Engineered by post-engineering at 7:59 PM
Friday, March 10, 2017 2017, Hardcore, Norway, Sludge
Band: Jagged Vision
Album: Death Is This World
Label: Fysisk Format
03. Death Is This World
04. I Am Death
05. Feeble Souls
06. Emperor Of...
07. Seven Seals
Streaming / Buy
Since the very beginning Jagged Vision has been a force to be reckoned with in the Norwegian underground scene. Through vigorous touring and sharing stages with bands like Kylesa, Black Tusk, Orange Goblin, High on Fire, Kvelertak and many more, Jagged Vision has built a reputation of being an intense live experience.
The band released their debut through Kylesa-run Retro Futurist Records to international acclaim in 2014 following a 30 date tour throughout Europe with Kylesa. The Sludgelord said “Jagged Vision up the ante with more bone-crunching riffs played at full force that will leave you breathless through out.”.
“Death Is This World” sees Jagged Vision evolving their roots in hardcore and stoner metal into an intense machinery of heavy riffing. The album consists of 10 songs filled with blistering Hardcore Metal, sure to to wake even the most lethargic listener. Working with producer Phillip Cope (who’s first amendment was that they recorded everything in the highest bpm they could handle) takes Jagged Vision into a faster and more brutal landscape.
There is no compromise, no genre limitations and no rules. “Death Is This World” is a product of raw heavy emotion.
Unlike their debut album, “Harvest Earth” (2014), where vocalist Ole Urke Wik wrote all the tracks, “Death Is This World” is more of a collaborative effort in terms of songwriting. Following the departure of guitarist Daniel Vier and bassist Kato Austrått, Jagged recruited fresh blood to join the ranks of metal excellence – enter guitar prodigy Tommy Jacobsen and axe-man Morten Transeth, whom both help fan the flames of rage necessary for pleasing the metal hordes of the world.
Jagged Vision’s misanthropic agenda is deep set in the failing of man’s interpersonal relations. As the very earth that has been tread upon for thousands of years starts to crumble beneath the feet of its self-appointed master. “Every man for himself” seems to have become the universal law. As technology and culture evolves ever faster, man seems to regress to become more primitive and self-absorbed. Fueled by this, Jagged Vision come off as a rude awakening. spewing venom and pulling off the meanest riffs imaginable.
Engineered by post-engineering at 1:04 PM
Wednesday, March 08, 2017 2017, Experimental, Instrumental, Post-Metal, Post-Rock, Progressive, Recommendation, Spoken Words, USA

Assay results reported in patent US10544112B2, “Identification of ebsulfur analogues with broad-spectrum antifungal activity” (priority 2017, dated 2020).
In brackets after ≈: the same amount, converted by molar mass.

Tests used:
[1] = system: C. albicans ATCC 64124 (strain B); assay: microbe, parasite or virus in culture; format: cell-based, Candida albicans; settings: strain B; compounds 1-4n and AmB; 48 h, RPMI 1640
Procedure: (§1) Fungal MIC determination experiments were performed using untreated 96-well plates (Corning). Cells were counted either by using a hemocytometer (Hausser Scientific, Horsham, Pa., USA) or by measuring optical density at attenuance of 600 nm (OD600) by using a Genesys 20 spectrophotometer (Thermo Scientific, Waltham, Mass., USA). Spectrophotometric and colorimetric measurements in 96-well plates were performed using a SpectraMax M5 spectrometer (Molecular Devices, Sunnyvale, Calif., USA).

Band: Sleep Maps
Album: No More Good Dreams
Label: Self Released
02. The Lonelies
03. Under The Pyramid
04. You Can't Escape
05. The Black Island
06. Recurring Dream
07. Approaching Wave
08. Left Alone
09. Those Days Are Gone
Streaming / Buy
Over the course of moving from Chicago, to Los Angeles, to New York, multi-instrumentalist Ben Kaplan has developed Sleep Maps from a solo project to a full band in time for the debut album, Fiction Makes the Future. Sleep Maps tend toward the dark side of post-rock, with spoken word samples.
Engineered by post-engineering at 4:18 PM
Band: Wojciech Golczewski
Album: Relay_Sat_01 EP
Label: Data Airlines
Born in 1980, Wojciech Golczewski is a polish composer who began writing music in his teenage years. Though he studied fine arts, both at an arts high school and at the Academy of Fine Arts in Poznan, he decided to focus his professional efforts entirely on music. Golczewski’s musical career started in the European demoscene, an art subculture where artists show off their programming and musical skills. Following a career in composing for video games including PlayStation 3 titles like Linger In Shadows and Datura, the composer scored his first feature film with Eraser Children, an Australian sci-fi. His other recent scores include the Norwegian thriller Dark Souls, the Icelandic crime thriller City State, werewolf film Late Phases and last year’s We Are Still Here, which was nominated for the 2016 Fangoria Chainsaw Award for the Best Horror Score .
Relay_Sat_01 is a free (pay what you want) bonus EP with take outs, demos and alternative parts from Wojciech's Reality Check and The Signal albums.
Engineered by post-engineering at 4:14 PM
Friday, March 03, 2017 Experimental, Interview, Post-Rock, Sweden, The Inquisition
1. How did you came up with the name of the band?
Late one night I was watching the last episode of season 2, Twin Peaks. In those last episodes of the series, Agent Cooper visits “the black lodge”. Those episodes was the thing that inspired me to ask the others in the band if they wanted to do some noise-music together. And then I think it was the drummer Emanuel that came up with the name “Svarta Stugan”, which is “black lodge” translated into Swedish.
2. How did you came up with the idea of a video game instead of a video clip and how difficult was to materialize it?